Walking the Camino de Santiago from Leon to Santiago
Molinaseca to Ponferrada was the shortest walk of our entire trip – only 7km. We were all very excited for the easy day as we set off for Ponferrada, and this was one of the only days when we stayed together as a group for most of the walk.
As we came over the hill on our short walk from Molinaseca, we could see the towers of the Templar castle looming large in front of us. We stopped by our hostel first to put down our bags and settle in, and a big group gathered in a nearby cafe for churros and hot chocolate before we all met to see the castle and the town. The churros were excellent (and also fried in lard, we think. Spain seems to run on ham).
After our brief break we met at the Templar castle. The hill the castle sat on had been used as a defensive fort since ancient times: as a hill fort under barbarian rule, as a Roman citadel, as the local headquarters of the Knights Templar and finally as the property fo the Count of Lemos. The major expansion of the site came in 1178 when King Ferando II gave the land to the Knights Templar, a military order founded to protect pilgrims ont eh way to the Holy Land and by extension, pilgrims on their way to Santiago de Compostella. The Templars spent decades building the first part of what would later be a bigger castle but had little time to use it since 145 years after they began constructyion, they were dissolved as an order due to a dastardly conspiracy on the part of the French King Phillip the Fair. (A fascinating story to check out on a rainy day.) The castle then went into the hands of the Count of Lemos and the great ramparts and battlements were never used for their defensive purpose.
Walking across the moat was a childhood dream come true. The Lord of the Rings world every kid dreams of living in was there in front of me (Joe). We could see the military defenses, peek in to the ruins of the old quarters in the tower and feel the cold wind run across the hill that could only be made worse by metallic clothes. The front of the castle was so spectacular that it looked fake, like a Disney version of a medieval castle. Here´s a view of the inside of the castle:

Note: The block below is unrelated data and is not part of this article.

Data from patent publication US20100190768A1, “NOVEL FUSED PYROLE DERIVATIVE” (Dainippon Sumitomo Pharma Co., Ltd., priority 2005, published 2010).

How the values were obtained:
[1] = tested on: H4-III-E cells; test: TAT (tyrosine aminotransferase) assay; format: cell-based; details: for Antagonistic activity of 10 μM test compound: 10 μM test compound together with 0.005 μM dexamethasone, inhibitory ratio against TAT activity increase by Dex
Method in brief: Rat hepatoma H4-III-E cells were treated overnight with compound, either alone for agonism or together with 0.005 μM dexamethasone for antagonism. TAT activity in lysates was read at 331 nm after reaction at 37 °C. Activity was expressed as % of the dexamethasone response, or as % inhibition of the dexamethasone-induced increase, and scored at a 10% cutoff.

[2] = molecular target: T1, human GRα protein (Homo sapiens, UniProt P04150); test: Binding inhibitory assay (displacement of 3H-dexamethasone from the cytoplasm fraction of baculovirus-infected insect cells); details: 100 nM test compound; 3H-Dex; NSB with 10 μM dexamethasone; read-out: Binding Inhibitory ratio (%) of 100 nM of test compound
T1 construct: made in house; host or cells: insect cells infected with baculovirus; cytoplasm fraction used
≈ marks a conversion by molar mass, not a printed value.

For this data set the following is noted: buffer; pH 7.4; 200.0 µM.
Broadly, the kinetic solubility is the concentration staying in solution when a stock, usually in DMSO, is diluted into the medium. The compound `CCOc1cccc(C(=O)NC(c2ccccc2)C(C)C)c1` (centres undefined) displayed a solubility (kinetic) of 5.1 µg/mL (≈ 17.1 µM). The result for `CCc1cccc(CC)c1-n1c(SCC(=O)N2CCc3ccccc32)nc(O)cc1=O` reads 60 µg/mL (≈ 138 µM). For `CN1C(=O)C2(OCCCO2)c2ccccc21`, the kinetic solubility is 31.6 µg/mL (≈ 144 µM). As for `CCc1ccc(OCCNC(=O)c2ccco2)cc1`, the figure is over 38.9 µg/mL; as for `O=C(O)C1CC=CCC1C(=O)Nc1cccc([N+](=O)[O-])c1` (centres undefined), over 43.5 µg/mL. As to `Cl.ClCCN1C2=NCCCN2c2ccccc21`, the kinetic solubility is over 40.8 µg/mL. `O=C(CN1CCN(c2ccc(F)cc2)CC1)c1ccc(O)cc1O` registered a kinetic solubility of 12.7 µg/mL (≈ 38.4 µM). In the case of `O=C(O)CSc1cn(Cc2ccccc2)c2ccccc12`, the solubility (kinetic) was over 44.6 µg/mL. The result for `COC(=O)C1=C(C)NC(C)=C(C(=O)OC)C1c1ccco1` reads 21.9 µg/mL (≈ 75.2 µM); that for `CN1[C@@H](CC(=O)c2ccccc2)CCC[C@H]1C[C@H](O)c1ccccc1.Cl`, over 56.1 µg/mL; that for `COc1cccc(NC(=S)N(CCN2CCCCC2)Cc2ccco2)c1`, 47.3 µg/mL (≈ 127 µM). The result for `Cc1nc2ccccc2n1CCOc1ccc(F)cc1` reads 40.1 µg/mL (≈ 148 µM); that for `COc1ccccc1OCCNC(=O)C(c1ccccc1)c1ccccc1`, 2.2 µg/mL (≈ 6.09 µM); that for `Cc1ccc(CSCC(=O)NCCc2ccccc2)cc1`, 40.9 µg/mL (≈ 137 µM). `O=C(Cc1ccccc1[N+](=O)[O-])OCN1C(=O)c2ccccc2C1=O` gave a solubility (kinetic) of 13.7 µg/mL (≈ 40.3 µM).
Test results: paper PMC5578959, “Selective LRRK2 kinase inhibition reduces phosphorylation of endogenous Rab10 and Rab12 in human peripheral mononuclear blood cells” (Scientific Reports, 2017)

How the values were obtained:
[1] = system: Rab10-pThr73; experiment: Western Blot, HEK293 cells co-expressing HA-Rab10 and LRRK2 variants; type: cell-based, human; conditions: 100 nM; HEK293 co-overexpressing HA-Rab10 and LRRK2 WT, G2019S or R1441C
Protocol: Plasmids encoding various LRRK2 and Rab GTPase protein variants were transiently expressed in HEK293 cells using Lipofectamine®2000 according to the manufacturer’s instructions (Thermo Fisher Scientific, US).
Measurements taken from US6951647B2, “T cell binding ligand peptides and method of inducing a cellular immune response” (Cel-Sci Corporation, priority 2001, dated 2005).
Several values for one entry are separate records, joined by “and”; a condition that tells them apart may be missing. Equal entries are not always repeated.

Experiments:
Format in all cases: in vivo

The Templar presence had left a sense of noble chivalrly and other worldly wonder and duty, augmented only by the holographic face at the pit of the tower that had been set up narrate the history of the Templars. Fortunately this virtual creature from the depths of Hell stayed in his pit and we were free to explore the rest of the town.
Ponferrada (from pons ferra, or iron bridge) is the urban center for the rural and beautiful El Bierzo region, but unfortunately the Museo del Bierzo was closed the day we were in town (despite the posted hours on the town´s website). This museum, located in the Royal Prison built in 1565, contains a wealth of information on the entire region, from archeology, anthrop0logy, and history. We´re sad to have missed it. Other closed museums include the Museo del Radio and the Museo del Ferrocarril (trains) – we could have gone to the national energy museum, but our group seems more interested in the history of Spain than in its present energy systems.
The museums having been closed (Latin grammar/syntax), we went to the Basilica de la Encina (Oak). This beautiful church was built between 1573 and 1707, and it may have been built over a 13th century church – a great tragedy, in my opinion (Rachel).
The architecture is a mix of Renaissance and Baroque styles, and the most important feature is the wooden image of the Virgin and Child in the front of the church. This Virgen de la Encina is the patron of the entire El Bierzo region, and her cult is alive and well in the basilica.
There are many accounts of how the image came to reside in the basilica, but here´s my favorite: the Templars needed wood for additional construction on the castle in 1300, but when one of the Templars cut down an oak tree on Sept. 8th, the day of the Nativity of the Virgin, the tree split into a perfect wooden image of the Virgin and Child. The current image in the church dates from the 16th century.
After this we walked right down the street to the Torre del Reloj (Clock Tower), which was built before 1567. The Torre del Reloj sits on the only remaining section of Ponferrada´s medieval wall, and it´s right next to the Real Carcel, the Royal Prison building now housing the Museo del Bierzo. The Torre del Reloj is an iconic image of Ponferrada.
After the Torre del Reloj the group split for lunch/early supper, and one group went to a nearby pizzeria for the Menu del Dia, which includes two courses, wine, and dessert for a pretty reasonable cost, usually between 8 and 12 euros (this is great in concept, but the content can get repetitive for us pellegrinos – lots of eggs, bread, french fries, and meat with a side of bread). This was a pretty contentious lunch, including intense discussion of such varied topics as environmentalism, evolution, and the pros and cons of L.A.
Finally, we retired for the night. Because Ponferrada is a fairly large city, we didn´t stay in an albergue, but rather in a hostel/hotel, and we were split into singles, doubles, and triples – a great luxury! Foot washing, blister operations and bandaging, and then deep pilgrim sleep.
(Joe Moreshead, Rachel Welsh)